Expounding the Mind & Expounding the Nature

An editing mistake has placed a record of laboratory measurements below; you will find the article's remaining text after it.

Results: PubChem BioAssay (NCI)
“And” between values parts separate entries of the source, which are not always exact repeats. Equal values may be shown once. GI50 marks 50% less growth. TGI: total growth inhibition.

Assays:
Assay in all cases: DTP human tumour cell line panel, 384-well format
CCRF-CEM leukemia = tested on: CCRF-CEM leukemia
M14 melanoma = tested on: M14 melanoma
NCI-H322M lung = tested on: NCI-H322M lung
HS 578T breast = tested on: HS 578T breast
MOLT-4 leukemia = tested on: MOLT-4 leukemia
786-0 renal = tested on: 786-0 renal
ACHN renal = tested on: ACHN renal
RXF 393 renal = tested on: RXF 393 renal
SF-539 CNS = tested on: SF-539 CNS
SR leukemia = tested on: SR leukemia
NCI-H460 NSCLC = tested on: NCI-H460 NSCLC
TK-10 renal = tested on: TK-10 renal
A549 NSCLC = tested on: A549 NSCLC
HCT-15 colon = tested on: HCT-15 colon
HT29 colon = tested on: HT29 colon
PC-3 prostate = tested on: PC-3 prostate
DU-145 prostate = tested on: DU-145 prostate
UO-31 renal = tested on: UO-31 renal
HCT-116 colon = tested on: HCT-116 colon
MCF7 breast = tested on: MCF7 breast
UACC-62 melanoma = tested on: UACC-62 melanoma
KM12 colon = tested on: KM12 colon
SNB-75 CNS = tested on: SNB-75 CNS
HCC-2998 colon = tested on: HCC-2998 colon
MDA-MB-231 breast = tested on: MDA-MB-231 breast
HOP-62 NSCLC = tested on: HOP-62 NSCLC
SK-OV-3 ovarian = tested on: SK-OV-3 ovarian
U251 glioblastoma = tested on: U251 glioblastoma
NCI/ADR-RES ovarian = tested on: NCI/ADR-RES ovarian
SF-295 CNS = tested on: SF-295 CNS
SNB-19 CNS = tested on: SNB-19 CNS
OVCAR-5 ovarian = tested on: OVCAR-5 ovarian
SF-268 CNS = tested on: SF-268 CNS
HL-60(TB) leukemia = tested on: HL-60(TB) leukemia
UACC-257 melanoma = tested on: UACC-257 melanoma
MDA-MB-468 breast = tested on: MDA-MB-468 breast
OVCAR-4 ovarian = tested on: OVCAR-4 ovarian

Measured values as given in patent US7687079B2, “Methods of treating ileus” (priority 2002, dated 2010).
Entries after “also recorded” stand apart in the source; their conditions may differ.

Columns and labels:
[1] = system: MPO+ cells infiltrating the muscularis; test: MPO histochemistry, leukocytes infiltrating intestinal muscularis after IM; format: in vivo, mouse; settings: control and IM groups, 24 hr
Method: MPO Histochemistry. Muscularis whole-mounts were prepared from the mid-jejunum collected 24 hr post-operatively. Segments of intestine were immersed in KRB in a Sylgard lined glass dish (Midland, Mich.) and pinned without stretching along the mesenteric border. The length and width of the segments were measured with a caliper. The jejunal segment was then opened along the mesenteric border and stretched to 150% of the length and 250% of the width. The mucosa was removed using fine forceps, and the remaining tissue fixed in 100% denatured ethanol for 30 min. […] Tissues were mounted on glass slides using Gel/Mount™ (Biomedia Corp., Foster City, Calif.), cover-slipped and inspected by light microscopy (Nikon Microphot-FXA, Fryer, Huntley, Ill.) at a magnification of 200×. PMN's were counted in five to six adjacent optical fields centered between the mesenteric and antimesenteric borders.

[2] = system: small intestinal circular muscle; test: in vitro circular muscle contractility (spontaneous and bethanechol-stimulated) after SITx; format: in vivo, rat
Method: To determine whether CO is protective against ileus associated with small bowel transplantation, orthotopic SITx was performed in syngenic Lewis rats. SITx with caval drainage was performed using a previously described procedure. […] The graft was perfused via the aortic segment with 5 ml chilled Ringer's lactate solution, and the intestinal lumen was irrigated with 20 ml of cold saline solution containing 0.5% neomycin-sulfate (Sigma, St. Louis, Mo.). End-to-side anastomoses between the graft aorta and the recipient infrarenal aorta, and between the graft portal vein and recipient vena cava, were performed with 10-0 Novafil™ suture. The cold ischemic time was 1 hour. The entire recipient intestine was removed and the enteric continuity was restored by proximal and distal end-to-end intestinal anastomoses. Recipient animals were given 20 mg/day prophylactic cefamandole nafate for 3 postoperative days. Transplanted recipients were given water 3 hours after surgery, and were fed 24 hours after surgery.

Setsu means “teach,” “explain,” or “expound.” Shin means “mind,” and sho means “the essence,” or “the nature.” So sesshin means “expounding the mind” and sessho means “expounding the nature.” Some Chinese Buddhist monks asserted that expounding the mind and expounding the nature belong within the sphere of intellectual effort, and so to make such effort to explain the mind and essence is not only unnecessary but also detrimental to attainment of the Buddhist truth. They believed that the Buddhist truth could never embrace intellectual understanding. Master Dogen had a different opinion. He thought that the concepts sesshin and sessho in Buddhist thought refer to something much more real. He understood sesshin-sessho as the manifestation of the mind and the manifestation of the nature in the real world. Master Dogen saw no reason to deny the concepts sesshin and sessho; instead he used them to explain the fundamental theory of Buddhism.